If you look at my compact 9mm. Taurus PT709. I am sure that with such a cartridge the magazine capacity could go up from 7 rounds in 9mm(single stack) to around 14, if you make it semi double stack in this .32. Then the size of this compact pistol, and the width can remain the same. I would for sure rather own the .32 14-shotter than the 9mm 7-shotter. The extra 7 shots in the same sized pistol will more than make up for the little difference in power.
     
    Last edited: Mar 14, 2015
  16. george burns

    george burns Member

    Joined:
    May 26, 2014
    Messages:
    1,845
    No one is going to tool up for a gun that may not be popular, it's simple, it's always about money
     
  17. Onmilo

    Onmilo Member

    Joined:
    Jul 26, 2004
    Messages:
    9,773
    Location:
    Illinois`
    Indeed.
    Ask Federal how well they do with the proprietary rounds they have introduced.
    The results are not promising.
     
  18. CraigC
    • Contributing Member

    CraigC Sixgun Nut

    Joined:
    Jan 27, 2006
    Messages:
    20,171
    Location:
    West Tennessee
    IMHO, the rifle market can support a hundred different chamberings even though there is MUCH overlap. They'll argue for 100yrs over whether the .270 is better than the .30-06. Handgun shooters, it would seem, are much more narrow minded and don't see any use for more than half a dozen. Anything new and sufficiently innovative is always met with more scrutiny than the average person's tax return. Even worse in the realm of the automatic where 9mm, .40S&W and .45ACP is probably one too many choices. Yes, I'm rather cynical about my fellow shooter. :eek:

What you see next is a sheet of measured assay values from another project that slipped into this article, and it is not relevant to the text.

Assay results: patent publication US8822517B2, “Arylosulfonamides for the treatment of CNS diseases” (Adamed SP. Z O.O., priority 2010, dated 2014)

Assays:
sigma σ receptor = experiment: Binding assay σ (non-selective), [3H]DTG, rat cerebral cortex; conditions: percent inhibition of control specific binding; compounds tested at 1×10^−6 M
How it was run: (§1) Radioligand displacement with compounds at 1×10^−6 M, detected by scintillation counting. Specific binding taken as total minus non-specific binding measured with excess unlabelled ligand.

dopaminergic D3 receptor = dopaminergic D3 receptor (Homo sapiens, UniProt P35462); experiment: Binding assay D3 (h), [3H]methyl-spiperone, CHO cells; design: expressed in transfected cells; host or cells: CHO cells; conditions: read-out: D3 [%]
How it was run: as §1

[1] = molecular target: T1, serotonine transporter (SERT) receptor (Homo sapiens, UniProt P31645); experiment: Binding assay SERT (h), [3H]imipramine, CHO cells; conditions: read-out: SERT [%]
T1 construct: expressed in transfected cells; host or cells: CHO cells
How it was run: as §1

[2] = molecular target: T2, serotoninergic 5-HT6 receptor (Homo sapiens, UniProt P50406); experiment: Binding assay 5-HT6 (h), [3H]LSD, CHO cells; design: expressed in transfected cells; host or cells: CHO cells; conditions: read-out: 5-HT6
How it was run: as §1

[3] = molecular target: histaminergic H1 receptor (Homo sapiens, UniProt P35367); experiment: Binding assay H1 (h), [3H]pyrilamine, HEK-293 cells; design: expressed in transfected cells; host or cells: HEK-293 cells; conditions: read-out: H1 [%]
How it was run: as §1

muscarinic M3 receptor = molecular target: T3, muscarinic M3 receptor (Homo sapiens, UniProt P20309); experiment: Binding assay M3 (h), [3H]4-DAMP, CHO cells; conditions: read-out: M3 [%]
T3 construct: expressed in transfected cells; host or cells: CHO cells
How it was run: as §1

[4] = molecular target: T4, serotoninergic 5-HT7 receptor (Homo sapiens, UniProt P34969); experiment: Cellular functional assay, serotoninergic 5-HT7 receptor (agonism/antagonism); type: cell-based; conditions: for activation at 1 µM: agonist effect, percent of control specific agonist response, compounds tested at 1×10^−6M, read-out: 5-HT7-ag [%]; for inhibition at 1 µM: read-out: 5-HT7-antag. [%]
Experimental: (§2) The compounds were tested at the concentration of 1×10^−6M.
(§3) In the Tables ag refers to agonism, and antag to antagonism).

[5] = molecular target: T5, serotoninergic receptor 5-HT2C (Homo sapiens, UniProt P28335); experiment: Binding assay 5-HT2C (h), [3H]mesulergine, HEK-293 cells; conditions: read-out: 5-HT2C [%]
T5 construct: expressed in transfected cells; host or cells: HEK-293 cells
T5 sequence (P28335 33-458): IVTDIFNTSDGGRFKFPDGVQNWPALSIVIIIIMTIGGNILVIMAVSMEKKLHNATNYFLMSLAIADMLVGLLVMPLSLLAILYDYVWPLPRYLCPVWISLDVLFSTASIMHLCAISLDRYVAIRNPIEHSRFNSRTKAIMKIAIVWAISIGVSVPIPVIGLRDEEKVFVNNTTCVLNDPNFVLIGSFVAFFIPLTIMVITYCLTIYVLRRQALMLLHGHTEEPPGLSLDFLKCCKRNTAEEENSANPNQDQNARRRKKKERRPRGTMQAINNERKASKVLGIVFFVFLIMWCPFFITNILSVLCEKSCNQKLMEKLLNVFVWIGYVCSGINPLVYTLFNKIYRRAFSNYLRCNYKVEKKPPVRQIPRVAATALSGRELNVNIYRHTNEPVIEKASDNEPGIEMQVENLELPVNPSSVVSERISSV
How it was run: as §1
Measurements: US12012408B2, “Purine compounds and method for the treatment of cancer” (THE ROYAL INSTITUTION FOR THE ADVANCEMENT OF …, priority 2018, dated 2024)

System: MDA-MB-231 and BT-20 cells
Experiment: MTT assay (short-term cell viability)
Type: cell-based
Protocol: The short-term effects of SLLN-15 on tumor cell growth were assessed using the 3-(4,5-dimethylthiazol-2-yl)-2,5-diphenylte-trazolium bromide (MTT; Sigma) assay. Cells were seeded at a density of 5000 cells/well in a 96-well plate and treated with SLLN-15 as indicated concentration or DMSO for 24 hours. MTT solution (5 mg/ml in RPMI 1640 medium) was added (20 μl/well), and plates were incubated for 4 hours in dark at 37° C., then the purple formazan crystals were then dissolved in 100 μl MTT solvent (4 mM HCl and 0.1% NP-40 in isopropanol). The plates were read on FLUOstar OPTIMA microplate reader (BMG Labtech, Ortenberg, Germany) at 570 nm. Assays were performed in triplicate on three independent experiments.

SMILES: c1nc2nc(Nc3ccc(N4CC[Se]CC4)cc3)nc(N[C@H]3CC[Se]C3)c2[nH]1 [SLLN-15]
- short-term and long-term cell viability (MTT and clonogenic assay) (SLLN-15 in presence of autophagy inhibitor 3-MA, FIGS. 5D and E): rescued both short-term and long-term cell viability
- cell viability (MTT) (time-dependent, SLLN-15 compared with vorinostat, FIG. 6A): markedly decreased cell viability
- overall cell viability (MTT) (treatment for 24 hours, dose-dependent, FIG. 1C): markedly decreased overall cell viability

19. Hunter2011

    Hunter2011 Member

    Joined:
    Oct 15, 2011
    Messages:
    532
    Location:
    South Africa
    That I believe is the answer then to my question.
     
  20. WestKentucky

    WestKentucky Member

    Joined:
    Feb 1, 2014
    Messages:
    11,046
    Location:
    Middle Tn
    The point on the rifle world supporting a plethora of cartridges while the handgun realm doesn't is a simple enough point. When you get right down to the brass tacks the handgun is not really very effective at anything other than separating man from money while making him smile. A few notable exceptions are the "hand cannons" which are actually used for hunting, basically 41 mag and up in power. This for realistic purposes puts the rest of the handguns into a category I will grossly oversimply into saying they are too weak for most tasks they could be used for and are not easily justifiable, especially autoloader rounds except possibly 10mm and .50AE. So with that market being limited to a large extent in NORMAL population (not us) to a single handgun in the home, 2 or 3 at most, the market gets driven by law enforcement and military who are stocking large quantities of a single ammo type to make logistics as simple as possible.

    I do love the idea, but don't see it taking off. Maybe if the market stays focused on small autoloaders we will see one. G42 would be a nice platform for a staggered stack 8+1 or even 9+1 in 7.65x17 or something of the sort.